Requiem for a Pair of Weird Restaurants
Odd offerings were the daily special
When I’m on the road hunting oddities, I want to pack as many as I can into the day. That means when it’s time to eat, I usually throw back fast food at 65 miles per hour. Sitting down at a plate would just get me antsy.
The exception is when the restaurant itself is an oddity.
The restaurant can have a weird theme or be historically unique. It could be situated in an interesting place or have paranormal leanings. I’ve eaten in an ancient cave, at a werewolf bar, a pirate hideout. Edgar Allan Poe-themed, taxidermy-themed, witch-themed. I love me something to gawp at while I gobble.
Sadly, two odd eateries in New Hampshire shut down recently, each for a different reason.
The Country Tavern on Amherst Street in Nashua served its food in a 1741 farmhouse. According to the lore, it was haunted by the ghost of Elizabeth Ford. Her husband was a sea captain – and her murderer. He returned from a more-than-nine-month voyage to find that she had given birth. He threw her down a well and buried the baby under a tree.
Elizabeth would appear here or there or throw dinnerware around the place. That martini dropped on your lap by the server? Probably Elizabeth. For a long time, the lore was printed on a full page of the menu, although it was eventually demoted, framed in the lobby instead of laminated by the wine list, but still warning unwary dinners that their pasta primavera could come with a side of poltergeist.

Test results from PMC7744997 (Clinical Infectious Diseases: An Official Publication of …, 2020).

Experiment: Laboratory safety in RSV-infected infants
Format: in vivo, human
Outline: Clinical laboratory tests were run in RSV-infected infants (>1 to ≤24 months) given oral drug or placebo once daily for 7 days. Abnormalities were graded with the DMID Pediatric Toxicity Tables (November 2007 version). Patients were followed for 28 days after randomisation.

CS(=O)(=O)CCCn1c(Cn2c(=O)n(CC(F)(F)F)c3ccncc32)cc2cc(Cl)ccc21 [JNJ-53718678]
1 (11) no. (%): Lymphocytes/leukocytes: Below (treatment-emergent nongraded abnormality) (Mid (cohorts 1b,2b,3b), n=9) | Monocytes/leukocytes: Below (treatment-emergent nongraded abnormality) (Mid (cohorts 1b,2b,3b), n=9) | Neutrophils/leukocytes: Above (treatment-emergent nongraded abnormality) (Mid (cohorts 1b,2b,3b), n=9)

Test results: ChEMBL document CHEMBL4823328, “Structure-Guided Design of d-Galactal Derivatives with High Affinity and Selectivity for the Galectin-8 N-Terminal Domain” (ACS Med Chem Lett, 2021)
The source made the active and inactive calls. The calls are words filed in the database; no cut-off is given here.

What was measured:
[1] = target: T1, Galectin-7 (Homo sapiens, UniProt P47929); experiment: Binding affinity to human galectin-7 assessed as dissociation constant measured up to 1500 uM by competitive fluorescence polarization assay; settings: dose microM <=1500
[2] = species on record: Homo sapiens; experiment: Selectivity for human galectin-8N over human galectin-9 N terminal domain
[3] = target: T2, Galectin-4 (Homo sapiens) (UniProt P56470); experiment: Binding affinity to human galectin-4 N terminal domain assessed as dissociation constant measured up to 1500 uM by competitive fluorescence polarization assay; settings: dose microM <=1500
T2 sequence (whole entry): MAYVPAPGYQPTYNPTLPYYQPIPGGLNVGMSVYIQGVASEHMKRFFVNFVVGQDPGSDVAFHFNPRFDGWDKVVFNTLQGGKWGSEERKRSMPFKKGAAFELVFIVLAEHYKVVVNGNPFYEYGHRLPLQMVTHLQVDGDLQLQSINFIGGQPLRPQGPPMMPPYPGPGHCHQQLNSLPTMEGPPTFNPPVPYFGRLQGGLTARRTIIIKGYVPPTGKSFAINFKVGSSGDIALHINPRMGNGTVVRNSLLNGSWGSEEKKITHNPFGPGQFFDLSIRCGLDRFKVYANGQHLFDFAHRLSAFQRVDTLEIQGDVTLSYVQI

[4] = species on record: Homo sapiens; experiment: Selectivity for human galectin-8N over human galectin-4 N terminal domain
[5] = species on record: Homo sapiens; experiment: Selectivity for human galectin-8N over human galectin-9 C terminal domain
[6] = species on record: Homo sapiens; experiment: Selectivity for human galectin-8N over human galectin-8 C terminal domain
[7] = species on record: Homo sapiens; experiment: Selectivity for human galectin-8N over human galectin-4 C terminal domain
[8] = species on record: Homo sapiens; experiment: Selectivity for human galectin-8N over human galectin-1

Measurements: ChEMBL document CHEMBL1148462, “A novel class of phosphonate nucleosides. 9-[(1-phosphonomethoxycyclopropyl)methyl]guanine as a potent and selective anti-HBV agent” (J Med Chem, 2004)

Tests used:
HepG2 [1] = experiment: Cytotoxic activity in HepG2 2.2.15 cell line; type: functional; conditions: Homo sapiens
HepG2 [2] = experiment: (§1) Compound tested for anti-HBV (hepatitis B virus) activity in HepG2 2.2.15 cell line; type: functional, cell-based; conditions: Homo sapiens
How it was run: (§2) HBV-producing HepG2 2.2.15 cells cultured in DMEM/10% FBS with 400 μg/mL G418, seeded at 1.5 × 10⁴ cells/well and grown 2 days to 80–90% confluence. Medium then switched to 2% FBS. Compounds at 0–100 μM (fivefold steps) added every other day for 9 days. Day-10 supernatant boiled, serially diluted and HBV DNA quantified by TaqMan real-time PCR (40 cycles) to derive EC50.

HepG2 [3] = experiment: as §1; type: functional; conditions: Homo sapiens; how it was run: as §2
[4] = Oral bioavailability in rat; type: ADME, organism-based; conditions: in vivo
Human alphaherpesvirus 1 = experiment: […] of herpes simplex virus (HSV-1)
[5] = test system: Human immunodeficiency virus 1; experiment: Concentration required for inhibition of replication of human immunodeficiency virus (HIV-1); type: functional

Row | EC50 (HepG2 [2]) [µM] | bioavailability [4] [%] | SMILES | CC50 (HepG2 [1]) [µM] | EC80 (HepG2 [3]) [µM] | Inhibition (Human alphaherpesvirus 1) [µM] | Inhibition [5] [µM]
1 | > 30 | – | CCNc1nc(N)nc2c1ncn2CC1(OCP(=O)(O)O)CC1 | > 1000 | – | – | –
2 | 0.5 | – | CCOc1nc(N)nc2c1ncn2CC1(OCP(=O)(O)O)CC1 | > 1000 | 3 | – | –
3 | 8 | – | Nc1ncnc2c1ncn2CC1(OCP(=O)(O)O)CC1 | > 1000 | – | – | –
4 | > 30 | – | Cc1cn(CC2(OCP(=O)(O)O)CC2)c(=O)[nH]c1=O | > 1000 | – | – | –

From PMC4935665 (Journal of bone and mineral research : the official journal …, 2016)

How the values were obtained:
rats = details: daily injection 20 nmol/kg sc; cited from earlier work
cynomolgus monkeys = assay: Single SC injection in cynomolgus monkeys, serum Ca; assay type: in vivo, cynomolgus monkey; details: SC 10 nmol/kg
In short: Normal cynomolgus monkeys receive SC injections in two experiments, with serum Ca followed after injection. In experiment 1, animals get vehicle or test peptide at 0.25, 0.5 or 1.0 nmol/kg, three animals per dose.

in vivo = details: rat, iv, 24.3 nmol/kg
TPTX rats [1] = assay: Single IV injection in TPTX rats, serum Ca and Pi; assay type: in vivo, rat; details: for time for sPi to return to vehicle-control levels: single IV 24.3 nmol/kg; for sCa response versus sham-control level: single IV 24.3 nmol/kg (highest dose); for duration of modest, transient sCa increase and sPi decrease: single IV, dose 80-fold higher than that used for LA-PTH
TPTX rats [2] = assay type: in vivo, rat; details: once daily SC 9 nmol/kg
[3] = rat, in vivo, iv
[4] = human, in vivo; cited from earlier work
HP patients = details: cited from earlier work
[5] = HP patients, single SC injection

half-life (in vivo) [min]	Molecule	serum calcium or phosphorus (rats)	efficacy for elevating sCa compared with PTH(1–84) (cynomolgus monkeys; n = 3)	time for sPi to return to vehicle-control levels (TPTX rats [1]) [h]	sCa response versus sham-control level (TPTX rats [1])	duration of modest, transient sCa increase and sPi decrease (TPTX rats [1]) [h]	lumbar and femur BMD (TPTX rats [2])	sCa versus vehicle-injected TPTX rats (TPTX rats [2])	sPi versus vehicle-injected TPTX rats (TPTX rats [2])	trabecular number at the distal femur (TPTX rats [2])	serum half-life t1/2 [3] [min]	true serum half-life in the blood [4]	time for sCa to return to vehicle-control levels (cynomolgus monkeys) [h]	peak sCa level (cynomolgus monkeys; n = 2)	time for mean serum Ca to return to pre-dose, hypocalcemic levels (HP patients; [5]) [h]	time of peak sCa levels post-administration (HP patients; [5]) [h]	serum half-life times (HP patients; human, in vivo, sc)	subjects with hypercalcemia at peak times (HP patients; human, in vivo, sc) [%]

After 25 years of dodging Elizabeth Ford to get your lobster bisque to your table, the Country Tavern shut its doors in May due to COVID-19.
Meanwhile, 60 miles away in Dover is the Far Out Diner, an extraterrestrial-themed eatery on Oak Street. It had a bright mural on its exterior wall of a giant alien abducting a dog, and its interior was a toy box of pop culture imagery and artifacts, from Star Trek to Betty and Barney Hill. The building had no history, just some restaurateurs with their eyes on the skies.
Its demise was causist-related instead of COVID-related. The owners showed their support for the Black Lives Matter movement by placing signs outside the restaurant. The landlord didn’t want his property political, so, after some disputation, the owners took their I Want to Believe posters and their ALF dolls and shut the saucer doors in July.
And, just like that, New Hampshirites were deprived of dining with ghosts and aliens.
Now, sure, the Far Out Diner could reopen somewhere else. We’ll see. But the Country Tavern? Plans were submitted to turn it into a Cumberland Farms convenience store and gas station.
You’ll find Elizabeth Ford among the Twinkies.